[taxon report][distribution map][all photos][line drawing]
Scientific Name: Allium gooddingii Ownbey
Vernacular Name: Goodding’s onion
R-E-D Code: 2-2-1
Description: Herbaceous perennial with 1-3 elongate bulbs terminating in a thick, iris-like rhizome; outer bulb coats veined with parallel, not net-like, persistent fibers; leaves obtuse, flat, strap-like 12-30 cm long, 8mm wide; flower stalk erect, longer than the leaves, up to 45 cm long; umbel persistent, erect, loose, 18-23-flowered; tepals erect, purplish-pink; flowers campanulate, 8-10 mm; pedicel 15-20 mm, elongating in fruit. Flowers from late June to early September.
Similar Species: Allium gooddingii is distinguished from other New Mexico Alliums by its broad, strap shaped leaves and its bulb coat of persistent parallel fibers. Two other Alliums may occur in the same habitats as A. gooddingii. Allium geyeri has a similar statue and flowers, but is lighter in color, is not rhizomatus, has bulbs with outer coats that are composed of net-like coarse-meshed fibrous cells, and has a broader habitat range. Allium cernuum has nodding flowers and scaly bulb coats.
Distribution: New Mexico: McKinley, San Juan, Lincoln and Catron counties; Arizona: Greenlee and Pima counties.
Habitat: The majority of plants occur at the base of steep slopes and moist drainage bottoms in the shade of spruce-fir and mixed conifer forest and aspen between 6,500 and 9400 ft. In the Lincoln National Forest Allium gooddingii is found above 10,000ft in open meadow areas, avalanche chutes and ski runs adjacent to spruce-fir forest.
Remarks: Over 90 % of known localities for Allium gooddingii occur in the Gila National Forest and the adjacent Apache – Sitgreaves NF in Arizona. The third largest population occurs on the Lincoln NF in NM. Over 90% of these populations and their habitats burned in three different wildfires from 2011 – 2012.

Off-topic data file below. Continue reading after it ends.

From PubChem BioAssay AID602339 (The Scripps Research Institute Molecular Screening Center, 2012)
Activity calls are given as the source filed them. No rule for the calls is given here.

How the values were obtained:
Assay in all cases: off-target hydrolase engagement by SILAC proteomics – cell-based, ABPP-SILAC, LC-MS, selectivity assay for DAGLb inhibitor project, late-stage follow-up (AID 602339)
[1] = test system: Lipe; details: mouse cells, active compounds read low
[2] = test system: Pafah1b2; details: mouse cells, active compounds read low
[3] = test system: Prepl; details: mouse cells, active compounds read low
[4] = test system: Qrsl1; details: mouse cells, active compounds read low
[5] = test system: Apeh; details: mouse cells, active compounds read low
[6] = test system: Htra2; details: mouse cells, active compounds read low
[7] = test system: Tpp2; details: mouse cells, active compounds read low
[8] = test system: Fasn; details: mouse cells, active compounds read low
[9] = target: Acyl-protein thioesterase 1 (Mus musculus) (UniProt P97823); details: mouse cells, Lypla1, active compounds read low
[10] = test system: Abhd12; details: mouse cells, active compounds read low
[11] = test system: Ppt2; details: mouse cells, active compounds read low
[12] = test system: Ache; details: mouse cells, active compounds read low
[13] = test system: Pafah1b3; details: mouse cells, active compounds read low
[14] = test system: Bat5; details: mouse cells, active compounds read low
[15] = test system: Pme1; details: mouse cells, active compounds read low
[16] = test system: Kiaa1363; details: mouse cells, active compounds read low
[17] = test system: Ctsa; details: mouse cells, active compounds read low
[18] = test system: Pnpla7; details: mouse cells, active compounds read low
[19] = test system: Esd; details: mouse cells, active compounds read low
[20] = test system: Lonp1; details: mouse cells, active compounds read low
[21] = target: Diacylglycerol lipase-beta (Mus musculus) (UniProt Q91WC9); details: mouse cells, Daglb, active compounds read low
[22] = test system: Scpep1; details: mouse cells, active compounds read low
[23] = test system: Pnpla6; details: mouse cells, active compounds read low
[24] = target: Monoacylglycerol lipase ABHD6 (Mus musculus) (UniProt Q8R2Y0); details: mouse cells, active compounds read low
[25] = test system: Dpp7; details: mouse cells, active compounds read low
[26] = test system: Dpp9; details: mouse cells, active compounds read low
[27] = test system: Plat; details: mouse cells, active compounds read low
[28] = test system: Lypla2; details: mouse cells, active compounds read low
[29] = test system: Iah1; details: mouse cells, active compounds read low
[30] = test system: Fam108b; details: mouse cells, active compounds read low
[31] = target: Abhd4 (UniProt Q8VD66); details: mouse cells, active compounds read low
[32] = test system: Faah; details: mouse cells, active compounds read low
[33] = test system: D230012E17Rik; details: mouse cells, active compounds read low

Conservation Considerations: Post-fire study results indicate that the species may survive direct impacts from fire but is unable to maintain itself when the habitat is completely altered by high intensity fires resulting in canopy removal. A Candidate Conservation Agreement between the USFWS and the USDA Forest Service was never implemented. Therefore little data is available about the status of the species pre-fires. Other threats include climate change, logging, and potentially grazing.
Important Literature (*Illustration):
*USDI Fish & Wildlife Service and USDA Forest Service, Southwest Region. 1997. Goodding’s Onion (Allium gooddingii); Conservation Assessment and Strategy.
Roth, D. 2016. Wildfire Impacts on Species of Concern Plants in the Gila National Forest, New Mexico. Unpublished report prepared by EMNRD-Forestry Division, Santa Fe, NM for the U.S. Fish & Wildlife Service, Region 2, Albuquerque, NM. 48 pp.
Roth, D. 2016. Wildfire Impacts on Species of Concern Plants in the Lincoln National Forest, New Mexico. Unpublished report prepared by EMNRD-Forestry Division, Santa Fe, NM for the U.S. Fish & Wildlife Service, Region 2, Albuquerque, NM. 28 pp.
Information Compiled By:
Daniela Roth, 2016